P.S. His medical insurance was excellent, they never queried any cost, and have also paid out for much greater nursing care than is standard in the hospital.
Simon_Sheff - on 16 Jan 2013
In reply to jhsp:

He fell off a path in the middle of nowhere and received a head injury. You helped him. Well done. Apart from publishing medical information about him without his permission, what exactly do you want people to comment on?
Caralynh - on 16 Jan 2013
In reply to jhsp:

Hard to comment too much without you being there but first, never apply direct pressure to a skull fracture.
Secondly, 2 people should have been sent for help immediately, to arrange heli evacuation.
Finally, SOME attempt should have been made to stabilise his c-spine, especially since he had signs of altered level of consciousness and later altered sensation and reflexes.
On the plus side, at least you got him out, and as said before, no-one who wasn't there should be passing judgement.
John Rushby - on 16 Jan 2013
In reply to Simon_Sheff:

Maybe he/she wants someone with medical training to comment on whether what he did was appropriate and given his injuries would not be unusual in a clmbing environment we could then learn something

The bloke was not named so there' no permission needed

You need more bran in your diet
jhsp - on 16 Jan 2013
In reply to Simon_Sheff:

1) I have his permission
2) I was thinking maybe others with more medical knowledge could comment
3) I'll grant you it was all probably more interesting if you were there. Luckily you didn't have to pay a penny for my thrilling account of this exciting incident, so don't feel too bad.
jhsp - on 16 Jan 2013
In reply to Caralynh:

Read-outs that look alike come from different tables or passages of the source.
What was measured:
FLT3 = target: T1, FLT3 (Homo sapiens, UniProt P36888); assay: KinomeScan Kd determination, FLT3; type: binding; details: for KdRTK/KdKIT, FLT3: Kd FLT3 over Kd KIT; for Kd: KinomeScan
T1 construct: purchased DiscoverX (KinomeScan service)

Mmmm, I wondered about the whole applying pressure thing - now I know! Yes, two people were sent towards a phone immediately, and others were sent towards a nearer (but phoneless) source of help.

Since it's my second bit of serious-ish mountain first aid in 6 months I'm starting to think I should either learn more, or stay away from others ;-)

Caralynh - on 16 Jan 2013
In reply to jhsp:

You have no idea if your actions worsened his injuries (head and nervous system) or whether the initial impact caused all the harm. What you DO know is that you and your mates got him out and he is alive. People, including me, can post on here all they like about textbook management of this sort of incident, but no one who wasn't there can say exactly what they would have done in reality.
Best wishes to your mate for a full and speedy recovery.
John Rushby - on 16 Jan 2013
In reply to Caralynh:
> (In reply to jhsp)
>
> Hard to comment too much without you being there but first, never apply direct pressure to a skull fracture.
>
As someone who regularly uses his head as a brake, that useful to know
Simon_Sheff - on 16 Jan 2013
In reply to John Rushby:
> (In reply to Caralynh)
> [...]
> As someone who regularly uses his head as a brake, that useful to know


Ah the great knowledge of ukc

Depends on the circumstances. People can die from scalp lacerations and sub-dural artery bleeds. Direct pressure would save your life, perhaps at the risk of worsening your head injury.

Also the majority of skull fractures aren't diagnosed until scan. if they are grossly obvious there will probaly be a significant bleed, requiring direct pressure.

So to proclaim sweeping statements 'never apply direct pressure' to skull fractures, is bollocks :-)
John Rushby - on 16 Jan 2013
In reply to Simon_Sheff:

shall we summarise it as:

put a hat on

ring for an ambliance
Simon_Sheff - on 16 Jan 2013
In reply to John Rushby:
> (In reply to Simon_Sheff)
>
> shall we summarise it as:
>
> put a hat on
>
> ring for an ambliance

Beanie best :-)

PontiusPirate on 16 Jan 2013
In reply to Simon_Sheff:

It's worth pointing out that Caralynh is a paramedic.